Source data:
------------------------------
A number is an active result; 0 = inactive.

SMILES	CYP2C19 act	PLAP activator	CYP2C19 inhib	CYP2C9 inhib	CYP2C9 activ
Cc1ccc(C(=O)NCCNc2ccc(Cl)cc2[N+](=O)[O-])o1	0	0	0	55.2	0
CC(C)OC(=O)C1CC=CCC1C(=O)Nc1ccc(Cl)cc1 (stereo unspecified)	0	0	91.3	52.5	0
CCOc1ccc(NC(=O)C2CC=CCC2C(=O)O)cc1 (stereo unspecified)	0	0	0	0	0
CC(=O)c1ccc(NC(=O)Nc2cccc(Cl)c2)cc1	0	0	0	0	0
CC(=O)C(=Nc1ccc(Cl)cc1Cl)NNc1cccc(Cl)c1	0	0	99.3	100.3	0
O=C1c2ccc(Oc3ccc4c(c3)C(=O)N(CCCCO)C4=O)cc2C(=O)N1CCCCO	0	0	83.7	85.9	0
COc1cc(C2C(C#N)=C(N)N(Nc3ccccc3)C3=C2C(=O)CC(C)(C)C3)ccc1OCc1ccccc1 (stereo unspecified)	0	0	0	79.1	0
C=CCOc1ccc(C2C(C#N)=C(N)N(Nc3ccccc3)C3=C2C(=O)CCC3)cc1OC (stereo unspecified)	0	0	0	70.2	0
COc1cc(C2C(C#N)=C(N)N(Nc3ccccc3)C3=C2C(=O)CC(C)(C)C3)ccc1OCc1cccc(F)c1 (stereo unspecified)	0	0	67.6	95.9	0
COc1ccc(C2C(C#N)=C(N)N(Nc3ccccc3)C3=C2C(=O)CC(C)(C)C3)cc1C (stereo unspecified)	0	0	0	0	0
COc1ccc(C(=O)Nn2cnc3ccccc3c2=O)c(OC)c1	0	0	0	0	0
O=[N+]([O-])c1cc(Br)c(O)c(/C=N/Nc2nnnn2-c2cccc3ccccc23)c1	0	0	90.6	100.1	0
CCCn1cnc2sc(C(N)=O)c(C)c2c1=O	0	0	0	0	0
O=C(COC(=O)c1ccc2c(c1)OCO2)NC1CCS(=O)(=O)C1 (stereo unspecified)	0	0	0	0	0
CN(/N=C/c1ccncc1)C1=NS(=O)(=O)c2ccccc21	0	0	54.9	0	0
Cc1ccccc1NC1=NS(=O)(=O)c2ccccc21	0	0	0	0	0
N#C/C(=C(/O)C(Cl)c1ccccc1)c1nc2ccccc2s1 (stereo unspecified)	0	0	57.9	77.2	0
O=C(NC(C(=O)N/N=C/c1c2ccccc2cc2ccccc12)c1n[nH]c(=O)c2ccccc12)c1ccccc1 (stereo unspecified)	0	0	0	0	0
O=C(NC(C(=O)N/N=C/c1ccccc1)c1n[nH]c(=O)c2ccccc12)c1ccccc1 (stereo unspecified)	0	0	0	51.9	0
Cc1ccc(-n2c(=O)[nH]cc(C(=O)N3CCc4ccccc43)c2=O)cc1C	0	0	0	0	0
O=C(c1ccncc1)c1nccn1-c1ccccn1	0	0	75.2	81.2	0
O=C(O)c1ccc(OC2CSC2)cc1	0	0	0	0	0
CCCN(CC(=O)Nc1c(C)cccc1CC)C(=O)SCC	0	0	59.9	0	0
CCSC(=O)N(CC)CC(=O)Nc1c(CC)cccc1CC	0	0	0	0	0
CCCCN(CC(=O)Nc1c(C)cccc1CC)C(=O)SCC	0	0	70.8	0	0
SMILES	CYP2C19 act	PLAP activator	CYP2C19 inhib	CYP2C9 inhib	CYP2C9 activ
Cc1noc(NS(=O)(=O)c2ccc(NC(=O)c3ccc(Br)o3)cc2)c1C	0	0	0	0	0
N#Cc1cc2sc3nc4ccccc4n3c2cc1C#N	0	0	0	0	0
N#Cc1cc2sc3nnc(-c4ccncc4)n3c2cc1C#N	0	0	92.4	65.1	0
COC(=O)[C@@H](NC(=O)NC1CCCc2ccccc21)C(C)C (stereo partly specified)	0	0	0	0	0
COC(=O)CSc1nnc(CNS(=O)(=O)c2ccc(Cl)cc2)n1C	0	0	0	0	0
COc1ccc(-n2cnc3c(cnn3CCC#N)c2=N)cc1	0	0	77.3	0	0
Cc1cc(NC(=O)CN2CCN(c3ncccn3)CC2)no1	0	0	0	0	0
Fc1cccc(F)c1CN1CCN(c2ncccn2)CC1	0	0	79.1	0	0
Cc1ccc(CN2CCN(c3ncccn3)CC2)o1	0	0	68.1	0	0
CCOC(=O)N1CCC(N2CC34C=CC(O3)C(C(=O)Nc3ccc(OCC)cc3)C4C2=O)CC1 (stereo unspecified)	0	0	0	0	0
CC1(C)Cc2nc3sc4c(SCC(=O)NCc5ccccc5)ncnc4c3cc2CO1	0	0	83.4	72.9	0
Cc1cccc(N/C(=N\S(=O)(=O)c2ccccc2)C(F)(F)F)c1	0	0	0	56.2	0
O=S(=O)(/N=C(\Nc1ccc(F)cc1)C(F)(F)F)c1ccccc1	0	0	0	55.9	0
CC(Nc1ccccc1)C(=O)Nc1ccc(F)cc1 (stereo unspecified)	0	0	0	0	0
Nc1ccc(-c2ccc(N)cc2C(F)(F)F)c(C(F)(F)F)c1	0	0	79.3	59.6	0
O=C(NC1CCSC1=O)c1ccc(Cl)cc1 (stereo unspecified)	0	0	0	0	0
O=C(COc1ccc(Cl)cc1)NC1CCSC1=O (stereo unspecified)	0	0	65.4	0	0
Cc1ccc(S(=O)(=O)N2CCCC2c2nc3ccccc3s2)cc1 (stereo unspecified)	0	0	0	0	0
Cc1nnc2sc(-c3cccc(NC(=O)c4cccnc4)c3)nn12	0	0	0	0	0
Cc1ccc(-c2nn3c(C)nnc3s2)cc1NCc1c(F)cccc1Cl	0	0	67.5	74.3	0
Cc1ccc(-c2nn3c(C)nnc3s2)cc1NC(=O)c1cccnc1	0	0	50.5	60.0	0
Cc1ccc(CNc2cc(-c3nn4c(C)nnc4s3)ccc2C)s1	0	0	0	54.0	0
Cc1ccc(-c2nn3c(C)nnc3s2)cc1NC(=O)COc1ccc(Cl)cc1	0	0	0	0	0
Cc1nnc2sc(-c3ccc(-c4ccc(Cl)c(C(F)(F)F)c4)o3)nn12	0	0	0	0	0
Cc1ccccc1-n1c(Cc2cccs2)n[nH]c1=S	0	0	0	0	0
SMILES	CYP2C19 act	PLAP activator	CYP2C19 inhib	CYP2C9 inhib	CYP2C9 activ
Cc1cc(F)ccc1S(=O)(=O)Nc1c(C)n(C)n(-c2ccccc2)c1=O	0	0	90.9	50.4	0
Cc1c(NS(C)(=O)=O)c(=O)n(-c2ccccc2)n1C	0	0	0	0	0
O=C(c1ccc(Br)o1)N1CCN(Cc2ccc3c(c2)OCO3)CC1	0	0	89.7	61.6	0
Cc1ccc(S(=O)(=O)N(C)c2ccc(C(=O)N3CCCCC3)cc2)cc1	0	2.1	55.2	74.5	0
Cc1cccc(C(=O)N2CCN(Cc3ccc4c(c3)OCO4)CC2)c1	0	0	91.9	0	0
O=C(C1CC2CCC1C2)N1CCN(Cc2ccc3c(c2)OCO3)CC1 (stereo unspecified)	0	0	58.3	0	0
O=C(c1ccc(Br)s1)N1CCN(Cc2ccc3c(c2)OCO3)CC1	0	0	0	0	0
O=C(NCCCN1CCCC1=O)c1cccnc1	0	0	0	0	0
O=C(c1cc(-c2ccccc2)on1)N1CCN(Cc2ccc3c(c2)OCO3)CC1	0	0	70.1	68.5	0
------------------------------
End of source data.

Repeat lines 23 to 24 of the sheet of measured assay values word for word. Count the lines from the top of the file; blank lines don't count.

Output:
O=C(c1ccncc1)c1nccn1-c1ccccn1	0	0	75.2	81.2	0
O=C(O)c1ccc(OC2CSC2)cc1	0	0	0	0	0